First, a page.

• Harvest the peas at its peak maturity (firm, straight, not lumpy)
  • Process promptly after harvesting, or keep cooled in the fridge or with ice until then.

Frequently Asked Questions

  1. When you take your peas out of the freezer, how long do they take to cook?

    Just the same as store-bought frozen peas: 3 to 5 minutes; just until hot and tender.

     
  2. I've frozen peas but they seem so rubbery after being cooked. Any idea why?

    Generally, that means the peas were either old to being with, or they were overcooked.  It only takes 3 minutes to blanch the peas, then plunge them immediately into ice water.

  3. How long can they be frozen?

    It depends upon how cold is your freezer and how you packed them.  Colder (deep freezes) are better than frost free compartments, which actually cycle above freezing (that's how they melt the ice).  Vacuum packing results in longer storage capability, too.  Thicker bags also help prevent freezer burn.

    In general, up to 9 months in a ziploc bag in an ordinary freezer, and 14 months in a deep freeze in a vacuum packed bag.  After that, the peas won't make you sick; they just won't taste as good.
     
  4. When blanching peas you say to cook for 3 minutes only. When we put the peas into the boiling water the boiling stops for several minutes before starting again. This may add 5 or 10 minutes to the process. Is this good or should we take the peas out after 3 minutes even if the water hasn't come back to a boil?

    Excellent question. The directions from the USDA assume that we're using a large enough pot and a large enough burner that it returns to a boil quickly (say 2 or 3 minutes). If you can, use a larger pot on a hotter burner. If that's not practical, I just add a couple of minutes to the time - otherwise the food gets overcooked!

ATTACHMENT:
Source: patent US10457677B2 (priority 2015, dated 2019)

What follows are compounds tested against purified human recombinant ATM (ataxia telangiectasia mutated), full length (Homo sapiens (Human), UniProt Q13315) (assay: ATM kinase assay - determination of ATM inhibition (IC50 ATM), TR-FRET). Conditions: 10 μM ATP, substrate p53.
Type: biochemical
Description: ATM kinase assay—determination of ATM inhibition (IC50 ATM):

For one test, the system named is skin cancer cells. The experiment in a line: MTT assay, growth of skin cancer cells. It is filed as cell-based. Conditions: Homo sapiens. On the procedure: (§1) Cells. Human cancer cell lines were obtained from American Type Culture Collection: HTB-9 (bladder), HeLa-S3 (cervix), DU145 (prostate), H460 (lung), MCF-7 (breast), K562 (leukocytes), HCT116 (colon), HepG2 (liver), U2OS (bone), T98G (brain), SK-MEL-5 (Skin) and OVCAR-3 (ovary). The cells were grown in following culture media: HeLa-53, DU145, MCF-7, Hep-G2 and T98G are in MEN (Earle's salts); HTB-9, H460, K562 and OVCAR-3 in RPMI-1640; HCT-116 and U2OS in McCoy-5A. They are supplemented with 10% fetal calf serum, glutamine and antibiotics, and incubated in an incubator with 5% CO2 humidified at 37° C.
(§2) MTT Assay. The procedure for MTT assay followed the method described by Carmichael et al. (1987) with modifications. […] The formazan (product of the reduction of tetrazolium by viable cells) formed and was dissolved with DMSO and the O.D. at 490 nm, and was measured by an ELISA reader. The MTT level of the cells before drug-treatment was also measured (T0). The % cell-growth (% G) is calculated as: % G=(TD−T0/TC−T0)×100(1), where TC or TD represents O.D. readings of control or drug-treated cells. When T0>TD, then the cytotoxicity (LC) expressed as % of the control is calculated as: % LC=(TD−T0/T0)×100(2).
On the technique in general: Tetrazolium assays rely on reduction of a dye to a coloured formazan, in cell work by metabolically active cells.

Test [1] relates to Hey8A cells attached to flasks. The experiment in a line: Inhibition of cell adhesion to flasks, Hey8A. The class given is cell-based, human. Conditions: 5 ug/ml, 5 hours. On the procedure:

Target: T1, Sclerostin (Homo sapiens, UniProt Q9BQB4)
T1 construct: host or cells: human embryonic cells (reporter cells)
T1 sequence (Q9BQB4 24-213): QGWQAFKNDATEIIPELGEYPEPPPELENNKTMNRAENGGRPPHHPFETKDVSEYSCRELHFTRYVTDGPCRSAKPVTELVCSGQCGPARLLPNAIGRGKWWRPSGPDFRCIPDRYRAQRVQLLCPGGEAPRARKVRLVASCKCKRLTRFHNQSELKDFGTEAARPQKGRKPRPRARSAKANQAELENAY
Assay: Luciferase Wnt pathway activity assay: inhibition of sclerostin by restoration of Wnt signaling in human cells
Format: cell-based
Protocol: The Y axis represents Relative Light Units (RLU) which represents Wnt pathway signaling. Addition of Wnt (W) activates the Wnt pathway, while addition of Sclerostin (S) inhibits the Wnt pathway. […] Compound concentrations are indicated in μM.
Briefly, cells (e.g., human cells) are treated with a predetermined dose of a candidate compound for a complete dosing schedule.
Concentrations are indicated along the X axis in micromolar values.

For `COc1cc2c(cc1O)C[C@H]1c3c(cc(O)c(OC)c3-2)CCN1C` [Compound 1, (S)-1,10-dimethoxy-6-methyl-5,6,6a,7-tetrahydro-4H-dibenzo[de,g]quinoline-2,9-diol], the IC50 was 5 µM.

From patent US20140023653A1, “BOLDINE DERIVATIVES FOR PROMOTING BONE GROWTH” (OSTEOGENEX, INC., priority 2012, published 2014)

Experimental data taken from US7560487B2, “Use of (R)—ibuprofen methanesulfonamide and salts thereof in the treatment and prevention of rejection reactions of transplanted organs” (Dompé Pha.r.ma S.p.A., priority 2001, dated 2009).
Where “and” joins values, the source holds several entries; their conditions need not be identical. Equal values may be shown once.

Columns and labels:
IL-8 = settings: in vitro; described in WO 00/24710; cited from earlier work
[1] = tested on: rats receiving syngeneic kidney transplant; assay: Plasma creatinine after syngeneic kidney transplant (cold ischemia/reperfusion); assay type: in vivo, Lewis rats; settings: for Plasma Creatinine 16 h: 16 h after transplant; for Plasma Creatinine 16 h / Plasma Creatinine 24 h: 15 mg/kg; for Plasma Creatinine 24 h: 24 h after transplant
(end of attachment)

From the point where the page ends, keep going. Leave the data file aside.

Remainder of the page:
Home Canning Kits

See the seller's website for more information, features, pricing and user reviews!

This is the same type of standard canner that my grandmother used to make everything from applesauce to jams and jellies to tomato and spaghetti sauce. This complete kit includes everything you need and lasts for years: the canner, jar rack, jar grabber tongs, lid lifting wand, a plastic funnel, labels, bubble freer, and the bible of canning, the Ball Blue Book. It's much cheaper than buying the items separately. You will never need anything else except jars & lids (and the jars are reusable)! There is also a simple kit with just the canner and rack, and a pressure canner, if you want to do vegetables (other than tomatoes). To see more canners, of different styles, makes and prices, click here!




 

 

Bean "Frenchers"

It is tiring and laborious to prepare beans for canning; there are so many of them and you do them all by hand.  But wait there's a new device that makes it easy.  Hmmm, actually, these devices have been around since our great-grandfather's day!  Here are several different types and makes, some hand fed, some cranked: choose the one that meets your need and budget!

For photos and features of the bean frenchers, click here!

 

   

Get canning lids on Amazon here, fast and inexpensive, and BPA-free    Mrs. Wages salsa canning mix

Lids, Rings, Jars, mixes, pectin, etc.

Need lids, rings and replacement jars?  Or pectin to make jam, spaghetti sauce or salsa mix or pickle mixes?  Get them all here, and usually at lower prices than your local store!

Get them all here at the best prices on the internet!

Picking Tips

[General picking tips and a guide to each fruit and vegetable] [How much do I need to pick? (Yields - how much raw makes how much cooked or frozen)] [Selecting the right varieties to pick] [All about apple varieties - which to pic

k and why!]  [Picking tips for Vegetables] [ Strawberry picking tips] [ Blueberries picking tips]

Illustrated Canning, Freezing, Jam Instructions and Recipes

[ Easy Home Canning Directions] [FAQs - Answers to common questions and problems] [Recommended books about home canning, jam making, drying and preserving!] [Free canning publications to download and print]


Above is the
2020 version of
the Ball Blue Book